Facing Loss, By Sharon

 

 

“No one ever told me that grief felt so like fear.” — C.S. Lewis

 

Sadness

This pandemic time has brought with it so many losses. They hurt and threaten to overwhelm:

  • Loss of life – deaths of family members, friends, leaders, musicians, so many peoples’ loved ones
  • Loss of jobs – and the serious uncertainties that come with that – where will the money come from to eat/pay rent?
  • Loss of hugs or even casual conversations with people in the grocery store
  • Loss of freedom of movement – I hardly go anywhere
  • Loss of school as we know it – and the questions that go with that. Can kids learn well remotely?
  • Postponed reunions/vacations/weddings
  • Loss of shopping as we know it
  • Loss of ability to see my loved ones who live across the country. My daughter worried, “Will I ever see you again?”
  • Ripple effects everywhere – Air Marino, my favorite airport parking company – closed

 

Loss can slam us. In 1992 my husband Gene went from just fine to dead in 4 days. I felt unmoored, adrift in a strange world. It took me months, even years, to feel anything like normal again. At first, after Gene died, I coped by staying busy. Working non-stop from dawn until night, I fell into bed exhausted. After awhile I realized this wasn’t sustainable. I needed to face my loss, feel my sadness. So I forced myself to sit quietly on the couch for 30 minutes each day and acknowledge my grief. My beloved Gene was gone. My heart literally ached, as if a hole had been drilled through me. I looked at pictures from our life together, read cute notes he’d written to me. I wept. I experienced many of the things Elisabeth Kubler-Ross talks about as the stages of grief: denial, anger, bargaining, depression, and eventually acceptance.

Multiply my loss experience about a million times, and no wonder these times feel scary.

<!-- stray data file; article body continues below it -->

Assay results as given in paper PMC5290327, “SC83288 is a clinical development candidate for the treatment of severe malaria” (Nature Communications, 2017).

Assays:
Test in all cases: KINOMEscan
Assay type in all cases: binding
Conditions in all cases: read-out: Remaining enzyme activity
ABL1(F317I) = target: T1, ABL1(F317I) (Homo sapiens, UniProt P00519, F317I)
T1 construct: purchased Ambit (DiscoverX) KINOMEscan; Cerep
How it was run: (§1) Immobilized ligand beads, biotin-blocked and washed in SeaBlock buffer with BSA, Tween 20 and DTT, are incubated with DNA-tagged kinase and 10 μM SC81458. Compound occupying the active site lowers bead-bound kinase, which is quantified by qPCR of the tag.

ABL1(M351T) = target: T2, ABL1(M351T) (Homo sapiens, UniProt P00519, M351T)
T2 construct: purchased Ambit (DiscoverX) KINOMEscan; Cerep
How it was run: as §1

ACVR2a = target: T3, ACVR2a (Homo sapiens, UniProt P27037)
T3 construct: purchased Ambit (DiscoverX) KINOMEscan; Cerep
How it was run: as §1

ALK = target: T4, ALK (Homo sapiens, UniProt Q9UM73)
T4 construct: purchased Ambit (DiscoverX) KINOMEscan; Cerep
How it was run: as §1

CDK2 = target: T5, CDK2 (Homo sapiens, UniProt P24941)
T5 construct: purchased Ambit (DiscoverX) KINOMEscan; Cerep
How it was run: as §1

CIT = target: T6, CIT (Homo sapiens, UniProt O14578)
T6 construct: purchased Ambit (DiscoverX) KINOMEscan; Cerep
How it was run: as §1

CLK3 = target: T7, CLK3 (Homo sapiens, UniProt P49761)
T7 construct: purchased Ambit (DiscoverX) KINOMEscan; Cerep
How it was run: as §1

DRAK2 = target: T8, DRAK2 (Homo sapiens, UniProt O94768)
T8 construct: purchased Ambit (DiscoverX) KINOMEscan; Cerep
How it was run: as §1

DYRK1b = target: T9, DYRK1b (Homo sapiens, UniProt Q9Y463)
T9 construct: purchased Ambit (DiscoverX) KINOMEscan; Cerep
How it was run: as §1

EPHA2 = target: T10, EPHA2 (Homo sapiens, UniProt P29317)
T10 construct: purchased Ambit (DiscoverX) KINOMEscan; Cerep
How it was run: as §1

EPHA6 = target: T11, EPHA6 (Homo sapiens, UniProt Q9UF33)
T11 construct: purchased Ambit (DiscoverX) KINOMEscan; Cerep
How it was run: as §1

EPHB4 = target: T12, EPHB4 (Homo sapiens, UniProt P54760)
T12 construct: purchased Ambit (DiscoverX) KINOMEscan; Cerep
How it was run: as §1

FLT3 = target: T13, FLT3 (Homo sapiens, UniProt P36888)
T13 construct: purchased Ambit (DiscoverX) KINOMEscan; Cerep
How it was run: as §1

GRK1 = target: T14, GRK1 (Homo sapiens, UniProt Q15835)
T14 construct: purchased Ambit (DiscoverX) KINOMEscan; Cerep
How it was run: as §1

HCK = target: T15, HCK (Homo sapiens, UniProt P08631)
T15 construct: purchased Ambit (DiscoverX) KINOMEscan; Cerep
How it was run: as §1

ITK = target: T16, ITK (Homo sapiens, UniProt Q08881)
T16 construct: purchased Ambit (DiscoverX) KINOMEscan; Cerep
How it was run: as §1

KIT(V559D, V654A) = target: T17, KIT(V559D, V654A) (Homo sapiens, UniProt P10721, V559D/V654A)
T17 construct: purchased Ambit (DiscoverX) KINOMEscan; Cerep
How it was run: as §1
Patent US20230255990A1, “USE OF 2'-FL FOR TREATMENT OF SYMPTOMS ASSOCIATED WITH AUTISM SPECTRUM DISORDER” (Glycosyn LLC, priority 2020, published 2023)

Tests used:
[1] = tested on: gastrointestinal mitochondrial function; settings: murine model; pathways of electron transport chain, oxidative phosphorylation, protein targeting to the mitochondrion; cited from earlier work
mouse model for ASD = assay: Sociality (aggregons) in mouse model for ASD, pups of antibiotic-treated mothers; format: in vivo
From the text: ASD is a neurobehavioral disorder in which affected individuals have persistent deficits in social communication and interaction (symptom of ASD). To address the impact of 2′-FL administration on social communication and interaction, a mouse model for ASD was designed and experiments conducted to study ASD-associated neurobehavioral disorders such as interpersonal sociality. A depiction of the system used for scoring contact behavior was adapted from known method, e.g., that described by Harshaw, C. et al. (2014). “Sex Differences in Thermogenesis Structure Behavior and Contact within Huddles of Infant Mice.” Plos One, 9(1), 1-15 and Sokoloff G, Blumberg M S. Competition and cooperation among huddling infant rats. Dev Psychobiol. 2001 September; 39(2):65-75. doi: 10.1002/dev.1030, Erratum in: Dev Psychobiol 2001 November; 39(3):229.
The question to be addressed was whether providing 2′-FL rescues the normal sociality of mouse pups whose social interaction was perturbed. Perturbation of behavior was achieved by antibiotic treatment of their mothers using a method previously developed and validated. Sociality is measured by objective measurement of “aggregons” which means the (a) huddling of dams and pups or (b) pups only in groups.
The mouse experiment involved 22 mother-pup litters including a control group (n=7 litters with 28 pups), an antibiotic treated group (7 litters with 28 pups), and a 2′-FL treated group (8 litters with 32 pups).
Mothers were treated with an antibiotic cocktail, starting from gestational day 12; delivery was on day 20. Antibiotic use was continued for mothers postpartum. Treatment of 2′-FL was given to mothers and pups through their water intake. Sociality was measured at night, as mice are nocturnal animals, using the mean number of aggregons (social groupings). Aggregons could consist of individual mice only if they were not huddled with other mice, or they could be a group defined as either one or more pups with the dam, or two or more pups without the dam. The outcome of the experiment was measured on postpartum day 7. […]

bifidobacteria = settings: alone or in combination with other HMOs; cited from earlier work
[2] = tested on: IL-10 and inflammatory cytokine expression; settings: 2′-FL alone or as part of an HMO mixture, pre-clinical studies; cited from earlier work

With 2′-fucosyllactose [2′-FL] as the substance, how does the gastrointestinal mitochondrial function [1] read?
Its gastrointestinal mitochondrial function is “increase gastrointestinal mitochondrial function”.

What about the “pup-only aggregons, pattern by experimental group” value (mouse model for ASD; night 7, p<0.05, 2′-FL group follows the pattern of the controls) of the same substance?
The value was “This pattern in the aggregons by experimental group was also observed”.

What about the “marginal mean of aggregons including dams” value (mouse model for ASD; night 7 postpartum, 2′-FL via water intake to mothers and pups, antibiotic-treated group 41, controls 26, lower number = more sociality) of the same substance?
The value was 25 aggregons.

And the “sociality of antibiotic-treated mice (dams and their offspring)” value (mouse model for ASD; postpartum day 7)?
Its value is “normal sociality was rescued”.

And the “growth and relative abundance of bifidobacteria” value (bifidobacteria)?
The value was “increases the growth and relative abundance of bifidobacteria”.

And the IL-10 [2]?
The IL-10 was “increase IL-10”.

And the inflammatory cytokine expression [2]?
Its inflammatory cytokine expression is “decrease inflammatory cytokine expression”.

Dancing with a limp

Although I couldn’t imagine it then, and I still miss Gene, I have had a wonderful life in the 28 years since his death, including another marriage and widowhood.

 

We can’t see all of the upside of this pandemic now because we’re still in its throes. But there are signs. So much learning and creativity and resilience. It’s slowed us down, cut toxic emissions, increased the number of people gardening, making art and music. I just attended an amazing conference called LIFT with over 500 entrepreneurs from around the world. The generous-spirited creativity of this group blew me away. I began to see that the global impact might be huge in terms of new energy, new ideas, great creativity, even though there is a lot of uncertainty about how it will unfold.

 

You will lose someone you can’t live without, and your heart will be badly broken, and the bad news is that you never completely get over the loss of your beloved. But this is also the good news. They live forever in your broken heart that doesn’t seal back up. And you come through. It’s like having a broken leg that never heals perfectly—that still hurts when the weather gets cold, but you learn to dance with the limp.” Anne Lamott

The growth of resilience inside each of us and globally may depend on our taking a two-pronged approach to this historic time:

 

  1. Acknowledge and take stock of our losses. Make room for grief. Feel the sadness.
  2. Notice and feel grateful for any of the pandemic’s gifts: a slower rhythm, more innovation, generosity of spirit, learning.

 

Let’s learn to dance with a limp.

 

COACHING TIPS/QUESTIONS:

 

  1. What are the losses you are experiencing?
  2. How are you feeling the sadness? Grieving the losses?
  3. What gifts are you noticing?
  4. How can they energize you for the next chapter of your life?
  5. How can you help others accept and move through this difficult time?

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